I was diagnosed with PMR and GCA. After being on 30 mg of prednisone for over a year and unable to wean off the medicine, my doctor put me on the Actemra shots. I give myself a weekly shot in the pinched fat of the stomach. Very, very thin needle that you can barely feel. For me it was great. I was able to slowly wean down from 30mg to 3mg of Prednisone. I have been on it for about a year. My symptoms are the same as on Prednisone, but it has allowed me to take a much lower doses of Prednisone. Everyone is different, but for me it has been great. Some people even feel better. No side effects for me, but be sure to get all your immunizations: flu, pneumonia vaccine, and Zoster vaccine. Do not be around people that are sick and hand sanitizer is your new best friend. Your immune system is so suppressed that you need to be smart. If I get a cold, fever, or infection, I skip the next dose of Actemra until all infection is gone. I am located in California, too. I do not know about Medicare as I was diagnosed at 56 and still covered by my medical plan until I reach 65. They watch you very carefully... pharmacists and doctors monitoring your symptoms. It is worth trying. I hope it is amazing for you.

Daisychain12 in reply to Dream21

So happy for you darling xxx

PMRproAmbassador in reply to Dream21

"After being on 30 mg of prednisone for over a year and unable to wean off the medicine,"

But no-one would be off pred in a year...

Dream21 in reply to PMRpro

It is approved for GCA. I do not know the recommendations for PMR. :)

What is Actemra please?

DorsetLadyPMRGCAuk volunteer in reply to Daisychain12

This is “official” site - so may not be entirely unbiased!


Thank you xxx.

Hi Lew49,

My wife is on Actemra, but for GCA. We are in the US and after she spends $5000 for drugs in a year the cost goes down to about $800/3 months. That is Medicare, part D. As far as helping PMR - Not one bit! My wife is at 5 mgs and she would not have made it that far without Actemra. It has allowed her to taper at a rate of 1mg/month from 10mgs. She started using Actemra at 20mgs and initially to 10mgs, she could drop 2.5mgs per month. As Pmrpro says, Actemra keeps inflammation down. My wife's CRP reading stays at 0.3 now.

Hope this Helps,

Jim & CJ


I have been on mthly infusions of Actemra since June of this year. I have had PMR for 3-1/2 years and was diagnosed with RA in May of this year. (My PMR definitely the bigger problem) I had been stuck at 20 mg Prednisone for almost 2 years unable to reduce withour a PMR flare so was willing to try Actemra. There was a person on the Patient info forum that had much of the same issues as myself who went on Actemra and weaned off the Prednisone in about a year. I had tried Plaquenil, Methotrexate before this. I have not had the same results with the Actemra as she did. I reduced to 16 with no trouble but then tried to go to 14 too quickly and had a flare so now am at 17 it may be helping me to reduce where I couldn't at all before even using the DSNS method. My RA Dr wants me to stay with it a few more months. I don't like using all these powerful drugs and if I was at 10 mg or less of Pred I would not have even tried them. She has never had a patient that couldn't reduce the Pred and she is good about letting me take what is needed. I am thinking my absorption level of the Pred may be on the lower side so me taking 20 may be like someone else taking 15 or possibly less. Still I have lots of side effects from the Pred and would like to get my dosage reduced.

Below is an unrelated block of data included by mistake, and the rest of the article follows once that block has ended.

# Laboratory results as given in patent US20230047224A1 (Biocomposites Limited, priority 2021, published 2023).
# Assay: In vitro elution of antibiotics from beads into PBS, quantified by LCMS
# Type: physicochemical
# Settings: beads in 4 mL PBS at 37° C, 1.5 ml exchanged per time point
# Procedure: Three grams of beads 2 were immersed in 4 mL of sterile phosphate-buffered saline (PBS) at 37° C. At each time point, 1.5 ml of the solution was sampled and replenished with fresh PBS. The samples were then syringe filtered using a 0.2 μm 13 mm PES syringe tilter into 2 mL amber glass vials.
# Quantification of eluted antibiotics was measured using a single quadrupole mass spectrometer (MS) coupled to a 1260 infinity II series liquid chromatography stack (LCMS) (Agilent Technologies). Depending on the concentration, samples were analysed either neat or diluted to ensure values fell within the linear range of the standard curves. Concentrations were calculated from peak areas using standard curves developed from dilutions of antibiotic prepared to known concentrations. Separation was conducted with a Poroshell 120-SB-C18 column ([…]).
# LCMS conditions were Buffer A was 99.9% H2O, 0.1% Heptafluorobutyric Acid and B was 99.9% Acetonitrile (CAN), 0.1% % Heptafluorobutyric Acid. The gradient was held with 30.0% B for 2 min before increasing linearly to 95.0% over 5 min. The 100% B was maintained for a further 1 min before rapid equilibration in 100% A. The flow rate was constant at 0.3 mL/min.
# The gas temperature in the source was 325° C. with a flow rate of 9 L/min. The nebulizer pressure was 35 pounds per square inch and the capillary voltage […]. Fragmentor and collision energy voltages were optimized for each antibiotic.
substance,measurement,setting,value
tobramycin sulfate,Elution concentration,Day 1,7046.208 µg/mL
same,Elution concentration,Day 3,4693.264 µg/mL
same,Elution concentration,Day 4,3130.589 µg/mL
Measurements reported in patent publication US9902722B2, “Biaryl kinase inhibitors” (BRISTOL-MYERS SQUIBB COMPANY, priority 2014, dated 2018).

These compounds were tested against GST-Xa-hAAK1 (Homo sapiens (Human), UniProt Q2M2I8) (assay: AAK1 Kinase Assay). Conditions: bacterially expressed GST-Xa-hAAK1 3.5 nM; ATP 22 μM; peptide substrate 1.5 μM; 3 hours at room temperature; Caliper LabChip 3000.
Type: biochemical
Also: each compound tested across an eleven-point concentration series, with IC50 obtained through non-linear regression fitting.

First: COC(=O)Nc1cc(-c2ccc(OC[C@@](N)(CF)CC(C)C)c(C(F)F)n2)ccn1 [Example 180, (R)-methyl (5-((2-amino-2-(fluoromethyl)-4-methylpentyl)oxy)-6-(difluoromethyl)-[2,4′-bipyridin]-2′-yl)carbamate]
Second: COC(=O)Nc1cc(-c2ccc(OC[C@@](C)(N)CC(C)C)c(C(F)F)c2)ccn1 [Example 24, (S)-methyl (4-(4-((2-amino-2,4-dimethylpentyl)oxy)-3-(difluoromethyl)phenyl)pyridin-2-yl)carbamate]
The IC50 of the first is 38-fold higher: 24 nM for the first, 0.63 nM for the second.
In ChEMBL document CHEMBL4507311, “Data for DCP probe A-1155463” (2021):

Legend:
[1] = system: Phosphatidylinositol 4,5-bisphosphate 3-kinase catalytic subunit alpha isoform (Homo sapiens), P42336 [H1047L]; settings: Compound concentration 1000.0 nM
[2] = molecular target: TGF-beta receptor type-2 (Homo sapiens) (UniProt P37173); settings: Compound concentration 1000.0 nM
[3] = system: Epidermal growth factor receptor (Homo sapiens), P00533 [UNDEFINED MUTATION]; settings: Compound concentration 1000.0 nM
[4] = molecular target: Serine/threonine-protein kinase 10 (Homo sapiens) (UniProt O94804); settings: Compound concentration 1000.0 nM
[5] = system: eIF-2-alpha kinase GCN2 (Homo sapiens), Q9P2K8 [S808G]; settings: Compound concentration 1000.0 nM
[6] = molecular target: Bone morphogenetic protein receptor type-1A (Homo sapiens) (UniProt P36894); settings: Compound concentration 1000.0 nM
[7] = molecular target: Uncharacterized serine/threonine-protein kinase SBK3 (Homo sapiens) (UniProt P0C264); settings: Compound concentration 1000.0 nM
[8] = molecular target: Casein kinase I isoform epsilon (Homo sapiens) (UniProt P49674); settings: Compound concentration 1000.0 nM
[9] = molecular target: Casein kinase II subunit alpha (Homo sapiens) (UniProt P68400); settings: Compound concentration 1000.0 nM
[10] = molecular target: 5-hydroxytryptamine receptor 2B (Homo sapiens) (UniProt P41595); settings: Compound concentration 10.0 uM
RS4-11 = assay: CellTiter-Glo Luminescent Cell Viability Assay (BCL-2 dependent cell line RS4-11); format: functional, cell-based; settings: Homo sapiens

I am in the US. Actemra is not approved for PMR here but with the RA diagnosis coming alongside it was approved by Medicare. They pay 80% of the allowable for infusions. Weekly injections may be different.

Honestly I would not do the Actemra if I was at your level of Prednisone. Even tho I have no side effects i would choose not to add another drug with potential side effects. I would be delighted to be at 8 mg dosage! Of course it seems your Dr is pushing you toward that but it's your body, your decision! It is so nice to have the experience of everyone on the forums to help make these decisions.

Dream21 in reply to MKCOregon

I agree. That is why I chose it.

I have made several posts about Actemra before but in short, despite having to stop because of a serious reaction to the last infusion, it allowed me to taper down very quickly. I continued the taper very slowly and I’m at 6 at present. I was on a very high dose due to GCA when I started.

And 8 really is a decent dose, so close to what my rheumatologist likes to call a “safe dose” only meaning 5 is about what our bodies make. Personally I wouldn’t risk it at 8 but I was incredibly grateful when I was north of 40 and started it.